A large portion of Flex goes open source

Today Adobe has announced that a large portion of the next version of Flex goes open source under Mozilla Public License (MPL). Here’s the partial list of what becomes open: mxml, compc, and ActionScript compiler, command line debugger FDB, Flex framework and RPC libraries and testing infrastructure.

These are some of the components and tools that will not be open sourced: Flex Builder, Charting components, Flash Player, Apollo.

This is a step toward creating a wider Flex 2 market. The interest to rich Internet technologies grows leaps and bounds, and Adobe Flex is one of the leaders in this league. There is already a decent number of developers who are interested in Flex and Adobe hopes that open sourcing Flex will bring more developers on board.

The source code of the Flex framework was available all the time, but the developers could have improved it by extending these components. But now they will be able to improve the original components as well.

Another good thing is that the third-party component developers will be able to include Flex compilers into their components. To the best of my knowledge, MPL will allow third parties distribute their own components under any other licenses as long as the original Flex code stays under MPL.

Next week we’ll start selling our first commercial Flex components and plugins at myflex.org. I’d love to hear an explanations of the MPL licensing from one of the Adobe officials using these components as an example. Does this move really encourages commercial component development by small companies?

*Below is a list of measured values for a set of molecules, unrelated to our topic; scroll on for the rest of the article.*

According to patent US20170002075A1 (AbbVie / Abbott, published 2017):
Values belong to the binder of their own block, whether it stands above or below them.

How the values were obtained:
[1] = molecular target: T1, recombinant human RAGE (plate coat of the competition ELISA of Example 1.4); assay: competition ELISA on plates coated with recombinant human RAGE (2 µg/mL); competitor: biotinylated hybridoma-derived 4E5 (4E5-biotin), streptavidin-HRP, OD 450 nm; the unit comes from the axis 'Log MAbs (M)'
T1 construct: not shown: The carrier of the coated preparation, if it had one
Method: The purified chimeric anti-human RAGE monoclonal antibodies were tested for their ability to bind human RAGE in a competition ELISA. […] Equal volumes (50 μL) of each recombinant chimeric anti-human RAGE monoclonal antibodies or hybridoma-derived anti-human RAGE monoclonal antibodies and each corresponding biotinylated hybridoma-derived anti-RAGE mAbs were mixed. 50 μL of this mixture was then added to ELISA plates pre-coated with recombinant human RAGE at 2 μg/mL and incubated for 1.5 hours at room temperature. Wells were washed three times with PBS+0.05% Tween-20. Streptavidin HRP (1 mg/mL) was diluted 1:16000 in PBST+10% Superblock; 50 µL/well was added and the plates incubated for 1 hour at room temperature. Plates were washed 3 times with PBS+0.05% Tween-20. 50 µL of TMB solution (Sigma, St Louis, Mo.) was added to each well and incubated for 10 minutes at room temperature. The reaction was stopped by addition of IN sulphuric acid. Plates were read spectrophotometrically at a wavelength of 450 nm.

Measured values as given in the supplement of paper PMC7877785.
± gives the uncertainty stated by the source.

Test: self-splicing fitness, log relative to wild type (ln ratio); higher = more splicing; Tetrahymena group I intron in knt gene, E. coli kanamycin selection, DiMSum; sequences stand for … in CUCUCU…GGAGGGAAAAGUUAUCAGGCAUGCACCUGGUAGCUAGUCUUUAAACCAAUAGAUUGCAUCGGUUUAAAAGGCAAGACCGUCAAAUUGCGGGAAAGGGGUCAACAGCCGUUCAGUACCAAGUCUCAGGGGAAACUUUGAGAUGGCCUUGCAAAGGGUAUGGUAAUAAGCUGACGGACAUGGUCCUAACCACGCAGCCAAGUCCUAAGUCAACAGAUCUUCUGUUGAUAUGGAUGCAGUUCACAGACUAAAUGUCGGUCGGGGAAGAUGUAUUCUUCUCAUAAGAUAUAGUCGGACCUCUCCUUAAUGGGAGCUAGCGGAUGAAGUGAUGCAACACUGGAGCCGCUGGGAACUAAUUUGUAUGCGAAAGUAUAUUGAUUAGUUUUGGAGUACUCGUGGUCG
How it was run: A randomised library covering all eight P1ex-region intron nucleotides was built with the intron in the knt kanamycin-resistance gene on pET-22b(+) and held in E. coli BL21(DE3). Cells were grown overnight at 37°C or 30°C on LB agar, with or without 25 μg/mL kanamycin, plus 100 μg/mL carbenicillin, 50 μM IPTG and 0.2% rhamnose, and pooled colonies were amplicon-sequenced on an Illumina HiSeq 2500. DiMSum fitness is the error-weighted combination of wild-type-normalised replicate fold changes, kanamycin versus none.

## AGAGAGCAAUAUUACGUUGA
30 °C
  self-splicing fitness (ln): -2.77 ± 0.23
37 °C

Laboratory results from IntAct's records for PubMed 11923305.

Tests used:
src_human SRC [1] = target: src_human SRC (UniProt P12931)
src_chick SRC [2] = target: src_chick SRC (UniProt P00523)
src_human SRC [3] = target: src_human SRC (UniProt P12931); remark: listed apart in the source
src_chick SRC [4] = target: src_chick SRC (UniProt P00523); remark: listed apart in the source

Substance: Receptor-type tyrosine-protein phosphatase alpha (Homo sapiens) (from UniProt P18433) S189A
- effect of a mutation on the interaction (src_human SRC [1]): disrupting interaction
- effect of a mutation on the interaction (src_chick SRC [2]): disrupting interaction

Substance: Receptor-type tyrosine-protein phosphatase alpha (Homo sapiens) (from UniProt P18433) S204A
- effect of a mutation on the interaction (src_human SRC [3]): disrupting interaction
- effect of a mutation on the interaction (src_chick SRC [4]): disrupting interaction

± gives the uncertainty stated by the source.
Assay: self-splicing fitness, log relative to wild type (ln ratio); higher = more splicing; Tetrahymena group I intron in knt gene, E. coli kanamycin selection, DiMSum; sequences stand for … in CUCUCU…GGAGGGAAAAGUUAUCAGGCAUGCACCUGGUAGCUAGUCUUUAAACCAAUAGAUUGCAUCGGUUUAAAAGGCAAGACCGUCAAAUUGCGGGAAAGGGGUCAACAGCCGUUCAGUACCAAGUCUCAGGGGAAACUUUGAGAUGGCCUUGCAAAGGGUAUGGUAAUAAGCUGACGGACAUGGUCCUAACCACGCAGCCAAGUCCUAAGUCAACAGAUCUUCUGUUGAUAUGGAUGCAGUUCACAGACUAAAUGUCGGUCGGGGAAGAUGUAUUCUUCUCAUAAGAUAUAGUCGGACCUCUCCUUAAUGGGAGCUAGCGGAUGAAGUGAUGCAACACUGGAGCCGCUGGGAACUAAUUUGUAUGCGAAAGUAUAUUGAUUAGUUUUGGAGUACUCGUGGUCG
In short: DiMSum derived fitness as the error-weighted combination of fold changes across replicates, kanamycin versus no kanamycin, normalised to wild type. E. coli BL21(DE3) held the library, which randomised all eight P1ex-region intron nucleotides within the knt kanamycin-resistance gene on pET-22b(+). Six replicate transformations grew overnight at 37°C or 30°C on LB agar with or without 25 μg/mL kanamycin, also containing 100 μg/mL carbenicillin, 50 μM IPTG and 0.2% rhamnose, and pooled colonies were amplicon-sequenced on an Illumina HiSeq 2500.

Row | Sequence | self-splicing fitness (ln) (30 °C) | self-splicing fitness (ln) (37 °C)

The Web tier compiler is a gray area though – it’ll be open sourced for Apache containers and Microsoft IIS.
I was not able to get a clear answer if the third-party developers will be able to include Flex Web compiler into components deployed under commercial J2EE servers. In May, we are releasing our flagship component called FlexBI, which uses Flex Web compiler. Yesterday, we were assuming that it would by our customer’s responsibility to obtain Web tier compiler from Adobe. Will it change with open sourcing Flex? Are we allowed to include the Web tier compiler without worrying about what J2EE server our customer will deploy it under? What do you say, Adobe?

How are you planning to fix the Flex bugs in the new world? Sun Microsystems has so called bug parade for Java. People were able to vote for bugs, and the most “popular bugs” were supposed to be taken care of. This was a failure because some of the most voted bugs were sitting there for 7 years.

What about forking Flex framework? Is this going to be an issue?

One more question. Are we allowed to copy paste a chunk of the Flex source code into our commercial component as long as we keep references to the original author of this piece of code?

The FAQ on open source Flex, is written in Legal language, it would be nice to have an explanation in English with some use cases I’ve mentioned above.
Adobe will still govern the modifications of the Flex libraries – they’ll set up the repositories for the Flex source code, will set up builds, etc.

I believe that open sourcing Flex will draw attention of some serious developers to the new kid on the block. The Flex team may become substantially larger.

Yakov Fain